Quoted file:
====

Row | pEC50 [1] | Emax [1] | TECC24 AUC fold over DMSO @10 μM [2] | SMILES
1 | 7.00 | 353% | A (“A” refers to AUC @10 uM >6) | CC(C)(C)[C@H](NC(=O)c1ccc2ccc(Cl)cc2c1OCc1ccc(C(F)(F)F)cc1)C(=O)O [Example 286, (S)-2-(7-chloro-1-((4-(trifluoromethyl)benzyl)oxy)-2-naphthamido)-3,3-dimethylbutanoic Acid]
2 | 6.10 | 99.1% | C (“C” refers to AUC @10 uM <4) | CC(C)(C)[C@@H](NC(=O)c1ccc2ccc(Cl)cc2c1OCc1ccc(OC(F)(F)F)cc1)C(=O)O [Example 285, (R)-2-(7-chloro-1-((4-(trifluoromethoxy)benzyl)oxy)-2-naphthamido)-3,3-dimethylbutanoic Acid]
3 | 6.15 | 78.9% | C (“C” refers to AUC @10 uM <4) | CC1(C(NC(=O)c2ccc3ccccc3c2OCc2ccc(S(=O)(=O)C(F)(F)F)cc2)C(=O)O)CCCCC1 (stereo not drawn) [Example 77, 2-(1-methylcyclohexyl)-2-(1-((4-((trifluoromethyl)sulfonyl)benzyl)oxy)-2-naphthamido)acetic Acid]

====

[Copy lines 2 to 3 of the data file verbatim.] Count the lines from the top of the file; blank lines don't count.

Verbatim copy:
1 | 7.00 | 353% | A (“A” refers to AUC @10 uM >6) | CC(C)(C)[C@H](NC(=O)c1ccc2ccc(Cl)cc2c1OCc1ccc(C(F)(F)F)cc1)C(=O)O [Example 286, (S)-2-(7-chloro-1-((4-(trifluoromethyl)benzyl)oxy)-2-naphthamido)-3,3-dimethylbutanoic Acid]
2 | 6.10 | 99.1% | C (“C” refers to AUC @10 uM <4) | CC(C)(C)[C@@H](NC(=O)c1ccc2ccc(Cl)cc2c1OCc1ccc(OC(F)(F)F)cc1)C(=O)O [Example 285, (R)-2-(7-chloro-1-((4-(trifluoromethoxy)benzyl)oxy)-2-naphthamido)-3,3-dimethylbutanoic Acid]